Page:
If the intent of that question is to determine whether there's a "win" for pro-RKBA folks, and a "win" for anti-RKBa folks, then the answer must be "no," almost by definition. A win on the pro-gun side is automatically a loss for the anti-gun side, and vice versa.
No: This is true only if opponents and proponents share the same utility function. I believe that's unlikely, and the preamble to this thread asked it to be assumed for the purposes of discussion. In my example, I suggested that the single most-valuable restriction RKBA opponents would like to add is a ban on "large-capacity" magazines. Maybe this is incorrect -- we could discuss better examples, though based on what I hear from the gun-grabbers I don't think it's a bad one.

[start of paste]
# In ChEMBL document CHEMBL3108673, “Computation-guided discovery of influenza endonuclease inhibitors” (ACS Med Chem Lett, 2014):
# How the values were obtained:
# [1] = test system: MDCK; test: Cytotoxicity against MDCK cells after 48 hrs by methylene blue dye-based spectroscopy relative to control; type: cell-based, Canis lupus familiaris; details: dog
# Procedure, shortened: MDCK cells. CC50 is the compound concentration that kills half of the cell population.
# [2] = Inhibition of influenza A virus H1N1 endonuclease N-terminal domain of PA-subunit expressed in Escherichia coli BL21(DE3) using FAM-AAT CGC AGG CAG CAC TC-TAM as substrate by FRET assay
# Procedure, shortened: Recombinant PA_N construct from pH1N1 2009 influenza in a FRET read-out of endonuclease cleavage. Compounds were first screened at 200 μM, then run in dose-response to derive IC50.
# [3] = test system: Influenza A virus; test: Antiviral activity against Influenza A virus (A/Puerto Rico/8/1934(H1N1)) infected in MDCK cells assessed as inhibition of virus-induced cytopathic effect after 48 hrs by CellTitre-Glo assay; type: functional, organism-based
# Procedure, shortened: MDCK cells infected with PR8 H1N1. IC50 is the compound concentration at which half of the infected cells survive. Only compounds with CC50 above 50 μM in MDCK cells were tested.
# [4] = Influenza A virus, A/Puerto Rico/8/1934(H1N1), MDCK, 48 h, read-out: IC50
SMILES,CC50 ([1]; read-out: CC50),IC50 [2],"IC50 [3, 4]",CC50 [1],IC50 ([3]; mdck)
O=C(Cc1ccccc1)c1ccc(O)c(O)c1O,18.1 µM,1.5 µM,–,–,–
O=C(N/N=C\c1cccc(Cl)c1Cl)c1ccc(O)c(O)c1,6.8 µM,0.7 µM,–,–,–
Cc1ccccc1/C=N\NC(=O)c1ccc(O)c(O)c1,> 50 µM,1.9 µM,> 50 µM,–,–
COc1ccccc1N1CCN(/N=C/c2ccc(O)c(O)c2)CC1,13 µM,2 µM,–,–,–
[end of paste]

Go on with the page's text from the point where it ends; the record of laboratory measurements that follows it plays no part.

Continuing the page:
Now, for RKBA proponents is the right to continued commerce in magazines of unlimited capacity the single most important element of the RKBA? Maybe, but if you practice magazine changes I'm guessing it isn't. As I said, I personally would rather live in a world without many NFA restrictions. This is an example of a win-win
: For some reason opponents think high-cap mags are the biggest affront to decency in the democratic world, yet most of them don't even know what an SBR is or what a suppressed gun sounds like. I practice tactical mag changes, so having to drop mags after 10 or 20 rounds instead of 30, 50, or 100 is much less of a concern than being able to equip all my guns with cans, or put a folding stock on my pistol without commiting a felony.